The immigrants helped the economy of Postville, Iowa. And indeed, immigrants throughout the country, with or without papers, are helping our economy.
They need jobs. We need them to work.
Let's let them be.
Bob Swensen, Glen Arm
Pikesville poorer for raid on plant
While federal authorities are obviously within the law to raid sites they believe harbor illegal immigrant workers, I wonder whether these investigations are random or selective ("Postville to Pikesville," editorial, June 8).
Was this Postville raid prompted by a tip from a member of the local community who was annoyed at the presence of a kosher meat-packing plant in that region or by local ire at the number of immigrants in the area?
Whatever it was, certainly the kosher community in Pikesville is poorer for the raids, as are those who once worked at the plant.
Nelson Marans, Silver Spring
'Alcopops' policy consistent with past
C. Fraser Smith's column "On 'alcopops' bill, O'Malley's ideals succumb to politics" (Commentary, June 1) was based on the inaccurate premise that Gov. Martin O'Malley's decision to uphold the long-standing Maryland policy on "alcopops" was irresponsible.
Furthermore, postulating that changing their tax treatment and classification would somehow tackle the serious problem of underage drinking is simply incorrect.
The governor's decision to tax and regulate flavored beer products as beer, which continues a policy that has been in place in Maryland for more than 40 years, was just plain logical and is consistent with the policies of 47 other states and the federal government.
Changing where alcopops can be sold would not address the real issues involved in underage drinking.
The heart of the underage drinking problem lies with the primary source of alcohol to minors: adults. Studies suggest that two-thirds of youths who drink get alcohol from adult family members or friends.
Mr. O'Malley took a meaningful step in the right direction by signing legislation that increases the penalties for adults who knowingly furnish alcohol to minors.
Let's stop playing the blame game and start working together to combat underage drinking.
Guy L. Smith, Norwalk, Conn.
The writer is a vice president of a liquor distribution firm.
Racism not motive of Clinton voters
Sen. Hillary Clinton ran an outstanding race. Depending on how one chooses to count, she earned either the most or the second-most primary votes in history.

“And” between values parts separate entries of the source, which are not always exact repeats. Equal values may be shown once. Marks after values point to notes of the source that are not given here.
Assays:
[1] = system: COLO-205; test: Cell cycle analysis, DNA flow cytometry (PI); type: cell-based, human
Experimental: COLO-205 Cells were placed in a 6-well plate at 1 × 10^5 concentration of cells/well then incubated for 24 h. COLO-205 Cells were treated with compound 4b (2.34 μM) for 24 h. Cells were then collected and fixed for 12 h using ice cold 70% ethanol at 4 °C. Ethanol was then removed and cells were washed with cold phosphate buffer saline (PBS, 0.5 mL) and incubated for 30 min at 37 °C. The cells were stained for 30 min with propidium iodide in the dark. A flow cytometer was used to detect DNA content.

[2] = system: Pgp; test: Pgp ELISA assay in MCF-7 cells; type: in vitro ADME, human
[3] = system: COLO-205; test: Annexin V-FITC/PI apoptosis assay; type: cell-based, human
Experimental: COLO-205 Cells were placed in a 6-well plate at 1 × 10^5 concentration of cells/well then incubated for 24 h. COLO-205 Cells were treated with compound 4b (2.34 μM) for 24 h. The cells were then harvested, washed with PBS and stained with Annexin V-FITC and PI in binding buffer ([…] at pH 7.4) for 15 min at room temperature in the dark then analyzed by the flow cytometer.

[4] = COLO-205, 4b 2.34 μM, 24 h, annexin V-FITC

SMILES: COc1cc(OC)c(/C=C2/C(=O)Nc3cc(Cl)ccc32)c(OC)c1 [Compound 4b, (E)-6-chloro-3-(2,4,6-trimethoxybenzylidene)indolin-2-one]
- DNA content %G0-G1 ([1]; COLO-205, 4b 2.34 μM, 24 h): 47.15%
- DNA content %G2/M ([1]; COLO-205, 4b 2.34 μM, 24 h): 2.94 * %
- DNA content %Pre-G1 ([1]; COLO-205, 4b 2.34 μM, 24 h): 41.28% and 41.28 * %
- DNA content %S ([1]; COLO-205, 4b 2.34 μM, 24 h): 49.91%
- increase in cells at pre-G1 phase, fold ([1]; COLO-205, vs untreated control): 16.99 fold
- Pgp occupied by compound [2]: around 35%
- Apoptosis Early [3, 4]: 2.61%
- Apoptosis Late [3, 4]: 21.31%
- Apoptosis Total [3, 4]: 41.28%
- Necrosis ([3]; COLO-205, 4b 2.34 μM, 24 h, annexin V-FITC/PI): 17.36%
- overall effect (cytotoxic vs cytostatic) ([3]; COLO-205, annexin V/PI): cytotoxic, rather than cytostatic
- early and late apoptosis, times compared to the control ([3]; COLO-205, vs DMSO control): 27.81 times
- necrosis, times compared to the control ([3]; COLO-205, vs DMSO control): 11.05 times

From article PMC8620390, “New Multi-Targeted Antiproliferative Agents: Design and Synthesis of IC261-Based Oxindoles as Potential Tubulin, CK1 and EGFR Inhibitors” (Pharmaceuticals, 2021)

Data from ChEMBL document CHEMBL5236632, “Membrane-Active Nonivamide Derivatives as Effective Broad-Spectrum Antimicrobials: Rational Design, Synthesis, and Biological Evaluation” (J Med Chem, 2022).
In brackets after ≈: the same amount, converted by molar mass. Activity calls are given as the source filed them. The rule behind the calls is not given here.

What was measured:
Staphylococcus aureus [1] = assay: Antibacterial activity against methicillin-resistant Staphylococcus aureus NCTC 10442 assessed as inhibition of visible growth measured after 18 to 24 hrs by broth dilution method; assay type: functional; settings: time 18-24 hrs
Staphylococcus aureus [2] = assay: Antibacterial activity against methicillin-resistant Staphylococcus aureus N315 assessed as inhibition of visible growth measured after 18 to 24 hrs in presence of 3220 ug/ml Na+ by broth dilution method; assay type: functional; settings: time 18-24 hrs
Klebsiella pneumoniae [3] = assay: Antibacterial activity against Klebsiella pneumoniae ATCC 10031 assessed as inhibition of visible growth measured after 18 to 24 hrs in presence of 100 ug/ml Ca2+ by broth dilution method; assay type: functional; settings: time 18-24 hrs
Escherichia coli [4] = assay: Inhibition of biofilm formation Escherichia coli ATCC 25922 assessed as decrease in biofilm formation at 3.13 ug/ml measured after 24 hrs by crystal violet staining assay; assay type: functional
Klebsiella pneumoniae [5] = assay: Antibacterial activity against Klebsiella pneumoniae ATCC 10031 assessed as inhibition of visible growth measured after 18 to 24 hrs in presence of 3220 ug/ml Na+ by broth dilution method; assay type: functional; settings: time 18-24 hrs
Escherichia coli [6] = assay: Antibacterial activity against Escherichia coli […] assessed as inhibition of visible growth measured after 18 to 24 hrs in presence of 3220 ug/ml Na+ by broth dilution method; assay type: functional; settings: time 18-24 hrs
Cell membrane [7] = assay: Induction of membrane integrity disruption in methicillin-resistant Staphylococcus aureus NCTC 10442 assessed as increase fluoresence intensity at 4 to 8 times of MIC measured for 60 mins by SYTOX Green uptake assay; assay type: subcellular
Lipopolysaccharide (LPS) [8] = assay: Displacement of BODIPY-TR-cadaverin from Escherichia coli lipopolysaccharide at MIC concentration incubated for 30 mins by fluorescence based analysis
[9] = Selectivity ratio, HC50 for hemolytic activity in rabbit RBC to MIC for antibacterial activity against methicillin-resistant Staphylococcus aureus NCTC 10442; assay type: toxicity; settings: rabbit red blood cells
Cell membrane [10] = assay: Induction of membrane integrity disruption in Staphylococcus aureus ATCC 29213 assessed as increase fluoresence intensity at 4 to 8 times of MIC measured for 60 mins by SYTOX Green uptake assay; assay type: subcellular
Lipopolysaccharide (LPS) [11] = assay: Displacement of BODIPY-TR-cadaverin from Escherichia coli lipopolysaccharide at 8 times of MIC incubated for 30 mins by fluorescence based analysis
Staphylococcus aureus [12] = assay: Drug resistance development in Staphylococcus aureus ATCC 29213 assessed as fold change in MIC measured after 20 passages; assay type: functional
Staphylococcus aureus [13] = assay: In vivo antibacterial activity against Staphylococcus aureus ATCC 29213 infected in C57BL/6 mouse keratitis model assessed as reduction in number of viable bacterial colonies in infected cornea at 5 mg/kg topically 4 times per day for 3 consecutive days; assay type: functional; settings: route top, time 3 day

For Susan Reimer to suggest that she did so well just because Sen. Barack Obama's race turned off many voters (and not because of her merit) not only diminishes Mrs. Clinton but belittles her voters as well ("Voters may exit with Clinton," June 10).
The exit polls show that Mrs. Clinton earned most of her votes because she connected with voters who thought she was the best candidate to fix our dysfunctional health care system and ease our economic inequality.
Come November, those of Mrs. Clinton's voters who were moved by her ideas will vote for Mr. Obama - the candidate who won handily in the primary in the 98 percent white state of Oregon.
Andrew Stolbach, Baltimore
The writer has been a volunteer for Sen. Barack Obama's presidential campaign.
A chance to raze Taney sculpture
With the State House closed for renovation and its grounds torn up by construction, now is the perfect time to remove the statue of former Supreme Court Chief Justice Roger Taney from its grounds and, with due decorum, move it to a museum or state archives facility.
The statue has historical and artistic value. But Taney's most notable act as chief justice - authorship of the Dred Scott decision - justifies its removal.
In the Dred Scott ruling, Taney did not just require return to their owners of enslaved persons on then-constitutional grounds (which would be excusable in a jurist), but he also gratuitously and attacked blacks as beings of little or no inherent worth.
Frederick Mattis, Annapolis